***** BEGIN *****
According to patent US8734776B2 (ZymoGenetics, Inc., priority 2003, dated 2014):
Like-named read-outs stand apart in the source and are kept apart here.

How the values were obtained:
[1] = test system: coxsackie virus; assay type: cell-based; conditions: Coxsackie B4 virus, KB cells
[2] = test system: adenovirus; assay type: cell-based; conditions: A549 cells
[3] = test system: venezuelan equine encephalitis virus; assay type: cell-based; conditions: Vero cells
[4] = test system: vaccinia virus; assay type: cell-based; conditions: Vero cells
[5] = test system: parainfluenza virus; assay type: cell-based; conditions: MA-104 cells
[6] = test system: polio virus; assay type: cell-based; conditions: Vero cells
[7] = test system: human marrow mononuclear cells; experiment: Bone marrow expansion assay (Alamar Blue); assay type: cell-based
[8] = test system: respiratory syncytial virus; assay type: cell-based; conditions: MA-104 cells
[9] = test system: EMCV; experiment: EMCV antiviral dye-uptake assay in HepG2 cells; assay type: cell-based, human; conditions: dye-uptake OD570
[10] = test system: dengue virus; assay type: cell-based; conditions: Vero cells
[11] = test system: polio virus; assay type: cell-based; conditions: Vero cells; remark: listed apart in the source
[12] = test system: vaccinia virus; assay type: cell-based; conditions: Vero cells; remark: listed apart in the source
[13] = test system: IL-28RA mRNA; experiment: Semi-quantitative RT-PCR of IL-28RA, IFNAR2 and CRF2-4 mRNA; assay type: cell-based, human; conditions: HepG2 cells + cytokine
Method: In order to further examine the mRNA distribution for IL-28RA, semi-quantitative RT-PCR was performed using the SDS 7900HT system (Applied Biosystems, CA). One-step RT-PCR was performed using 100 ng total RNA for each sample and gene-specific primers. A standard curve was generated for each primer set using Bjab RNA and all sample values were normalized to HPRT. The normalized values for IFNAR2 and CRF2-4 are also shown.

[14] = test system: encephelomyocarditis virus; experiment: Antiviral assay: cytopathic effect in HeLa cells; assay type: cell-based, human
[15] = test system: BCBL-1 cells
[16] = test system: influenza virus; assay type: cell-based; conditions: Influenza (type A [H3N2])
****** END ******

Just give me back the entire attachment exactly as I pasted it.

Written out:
According to patent US8734776B2 (ZymoGenetics, Inc., priority 2003, dated 2014):
Like-named read-outs stand apart in the source and are kept apart here.

How the values were obtained:
[1] = test system: coxsackie virus; assay type: cell-based; conditions: Coxsackie B4 virus, KB cells
[2] = test system: adenovirus; assay type: cell-based; conditions: A549 cells
[3] = test system: venezuelan equine encephalitis virus; assay type: cell-based; conditions: Vero cells
[4] = test system: vaccinia virus; assay type: cell-based; conditions: Vero cells
[5] = test system: parainfluenza virus; assay type: cell-based; conditions: MA-104 cells
[6] = test system: polio virus; assay type: cell-based; conditions: Vero cells
[7] = test system: human marrow mononuclear cells; experiment: Bone marrow expansion assay (Alamar Blue); assay type: cell-based
[8] = test system: respiratory syncytial virus; assay type: cell-based; conditions: MA-104 cells
[9] = test system: EMCV; experiment: EMCV antiviral dye-uptake assay in HepG2 cells; assay type: cell-based, human; conditions: dye-uptake OD570
[10] = test system: dengue virus; assay type: cell-based; conditions: Vero cells
[11] = test system: polio virus; assay type: cell-based; conditions: Vero cells; remark: listed apart in the source
[12] = test system: vaccinia virus; assay type: cell-based; conditions: Vero cells; remark: listed apart in the source
[13] = test system: IL-28RA mRNA; experiment: Semi-quantitative RT-PCR of IL-28RA, IFNAR2 and CRF2-4 mRNA; assay type: cell-based, human; conditions: HepG2 cells + cytokine
Method: In order to further examine the mRNA distribution for IL-28RA, semi-quantitative RT-PCR was performed using the SDS 7900HT system (Applied Biosystems, CA). One-step RT-PCR was performed using 100 ng total RNA for each sample and gene-specific primers. A standard curve was generated for each primer set using Bjab RNA and all sample values were normalized to HPRT. The normalized values for IFNAR2 and CRF2-4 are also shown.

[14] = test system: encephelomyocarditis virus; experiment: Antiviral assay: cytopathic effect in HeLa cells; assay type: cell-based, human
[15] = test system: BCBL-1 cells
[16] = test system: influenza virus; assay type: cell-based; conditions: Influenza (type A [H3N2])